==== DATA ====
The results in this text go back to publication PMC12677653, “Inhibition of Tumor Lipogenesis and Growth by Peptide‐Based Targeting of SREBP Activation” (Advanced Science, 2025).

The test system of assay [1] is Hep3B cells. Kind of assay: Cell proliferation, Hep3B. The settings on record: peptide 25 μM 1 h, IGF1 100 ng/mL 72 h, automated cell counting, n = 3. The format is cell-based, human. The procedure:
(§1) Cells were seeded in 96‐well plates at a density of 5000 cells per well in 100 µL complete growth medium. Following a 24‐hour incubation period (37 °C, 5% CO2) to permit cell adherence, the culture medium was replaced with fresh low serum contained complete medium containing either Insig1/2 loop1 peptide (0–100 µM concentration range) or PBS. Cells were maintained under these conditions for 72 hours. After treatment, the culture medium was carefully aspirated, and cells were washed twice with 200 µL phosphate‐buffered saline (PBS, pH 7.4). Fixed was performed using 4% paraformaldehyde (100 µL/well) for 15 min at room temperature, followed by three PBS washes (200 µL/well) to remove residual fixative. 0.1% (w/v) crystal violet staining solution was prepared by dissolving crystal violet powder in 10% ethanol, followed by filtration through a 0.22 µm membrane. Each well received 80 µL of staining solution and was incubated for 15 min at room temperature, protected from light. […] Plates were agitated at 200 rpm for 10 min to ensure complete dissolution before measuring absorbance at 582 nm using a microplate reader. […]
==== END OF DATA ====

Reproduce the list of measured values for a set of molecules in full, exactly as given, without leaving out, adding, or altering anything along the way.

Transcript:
The results in this text go back to publication PMC12677653, “Inhibition of Tumor Lipogenesis and Growth by Peptide‐Based Targeting of SREBP Activation” (Advanced Science, 2025).

The test system of assay [1] is Hep3B cells. Kind of assay: Cell proliferation, Hep3B. The settings on record: peptide 25 μM 1 h, IGF1 100 ng/mL 72 h, automated cell counting, n = 3. The format is cell-based, human. The procedure:
(§1) Cells were seeded in 96‐well plates at a density of 5000 cells per well in 100 µL complete growth medium. Following a 24‐hour incubation period (37 °C, 5% CO2) to permit cell adherence, the culture medium was replaced with fresh low serum contained complete medium containing either Insig1/2 loop1 peptide (0–100 µM concentration range) or PBS. Cells were maintained under these conditions for 72 hours. After treatment, the culture medium was carefully aspirated, and cells were washed twice with 200 µL phosphate‐buffered saline (PBS, pH 7.4). Fixed was performed using 4% paraformaldehyde (100 µL/well) for 15 min at room temperature, followed by three PBS washes (200 µL/well) to remove residual fixative. 0.1% (w/v) crystal violet staining solution was prepared by dissolving crystal violet powder in 10% ethanol, followed by filtration through a 0.22 µm membrane. Each well received 80 µL of staining solution and was incubated for 15 min at room temperature, protected from light. […] Plates were agitated at 200 rpm for 10 min to ensure complete dissolution before measuring absorbance at 582 nm using a microplate reader. […]